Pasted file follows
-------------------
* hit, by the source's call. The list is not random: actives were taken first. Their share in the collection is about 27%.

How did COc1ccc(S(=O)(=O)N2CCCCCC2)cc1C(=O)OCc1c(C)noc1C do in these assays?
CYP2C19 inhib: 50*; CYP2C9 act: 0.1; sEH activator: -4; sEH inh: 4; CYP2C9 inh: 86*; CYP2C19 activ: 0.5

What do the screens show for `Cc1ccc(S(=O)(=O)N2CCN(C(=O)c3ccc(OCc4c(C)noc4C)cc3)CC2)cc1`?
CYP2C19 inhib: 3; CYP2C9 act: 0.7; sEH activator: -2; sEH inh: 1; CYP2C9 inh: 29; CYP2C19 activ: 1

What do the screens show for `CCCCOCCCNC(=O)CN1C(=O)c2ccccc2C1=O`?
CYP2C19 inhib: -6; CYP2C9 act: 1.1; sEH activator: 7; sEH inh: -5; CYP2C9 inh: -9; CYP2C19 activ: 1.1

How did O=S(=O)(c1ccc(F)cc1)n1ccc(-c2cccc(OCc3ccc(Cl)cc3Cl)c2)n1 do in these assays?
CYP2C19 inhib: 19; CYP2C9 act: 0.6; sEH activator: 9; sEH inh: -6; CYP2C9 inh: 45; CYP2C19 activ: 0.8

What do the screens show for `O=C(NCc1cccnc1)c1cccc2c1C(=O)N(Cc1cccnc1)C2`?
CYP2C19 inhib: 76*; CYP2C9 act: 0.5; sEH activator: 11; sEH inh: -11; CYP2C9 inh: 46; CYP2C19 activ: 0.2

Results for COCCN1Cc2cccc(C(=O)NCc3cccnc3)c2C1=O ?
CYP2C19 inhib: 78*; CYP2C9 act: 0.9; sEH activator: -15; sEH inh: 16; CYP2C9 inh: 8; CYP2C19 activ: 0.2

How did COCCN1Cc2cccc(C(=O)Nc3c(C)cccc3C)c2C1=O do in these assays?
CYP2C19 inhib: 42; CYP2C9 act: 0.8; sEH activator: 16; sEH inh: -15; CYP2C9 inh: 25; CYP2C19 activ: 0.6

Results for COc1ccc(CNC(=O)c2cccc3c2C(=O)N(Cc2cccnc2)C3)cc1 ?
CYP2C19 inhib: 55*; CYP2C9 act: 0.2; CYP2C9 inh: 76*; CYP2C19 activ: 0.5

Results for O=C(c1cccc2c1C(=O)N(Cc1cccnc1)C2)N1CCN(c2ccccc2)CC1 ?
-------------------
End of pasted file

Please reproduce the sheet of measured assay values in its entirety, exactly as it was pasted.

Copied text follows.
* hit, by the source's call. The list is not random: actives were taken first. Their share in the collection is about 27%.

How did COc1ccc(S(=O)(=O)N2CCCCCC2)cc1C(=O)OCc1c(C)noc1C do in these assays?
CYP2C19 inhib: 50*; CYP2C9 act: 0.1; sEH activator: -4; sEH inh: 4; CYP2C9 inh: 86*; CYP2C19 activ: 0.5

What do the screens show for `Cc1ccc(S(=O)(=O)N2CCN(C(=O)c3ccc(OCc4c(C)noc4C)cc3)CC2)cc1`?
CYP2C19 inhib: 3; CYP2C9 act: 0.7; sEH activator: -2; sEH inh: 1; CYP2C9 inh: 29; CYP2C19 activ: 1

What do the screens show for `CCCCOCCCNC(=O)CN1C(=O)c2ccccc2C1=O`?
CYP2C19 inhib: -6; CYP2C9 act: 1.1; sEH activator: 7; sEH inh: -5; CYP2C9 inh: -9; CYP2C19 activ: 1.1

How did O=S(=O)(c1ccc(F)cc1)n1ccc(-c2cccc(OCc3ccc(Cl)cc3Cl)c2)n1 do in these assays?
CYP2C19 inhib: 19; CYP2C9 act: 0.6; sEH activator: 9; sEH inh: -6; CYP2C9 inh: 45; CYP2C19 activ: 0.8

What do the screens show for `O=C(NCc1cccnc1)c1cccc2c1C(=O)N(Cc1cccnc1)C2`?
CYP2C19 inhib: 76*; CYP2C9 act: 0.5; sEH activator: 11; sEH inh: -11; CYP2C9 inh: 46; CYP2C19 activ: 0.2

Results for COCCN1Cc2cccc(C(=O)NCc3cccnc3)c2C1=O ?
CYP2C19 inhib: 78*; CYP2C9 act: 0.9; sEH activator: -15; sEH inh: 16; CYP2C9 inh: 8; CYP2C19 activ: 0.2

How did COCCN1Cc2cccc(C(=O)Nc3c(C)cccc3C)c2C1=O do in these assays?
CYP2C19 inhib: 42; CYP2C9 act: 0.8; sEH activator: 16; sEH inh: -15; CYP2C9 inh: 25; CYP2C19 activ: 0.6

Results for COc1ccc(CNC(=O)c2cccc3c2C(=O)N(Cc2cccnc2)C3)cc1 ?
CYP2C19 inhib: 55*; CYP2C9 act: 0.2; CYP2C9 inh: 76*; CYP2C19 activ: 0.5

Results for O=C(c1cccc2c1C(=O)N(Cc1cccnc1)C2)N1CCN(c2ccccc2)CC1 ?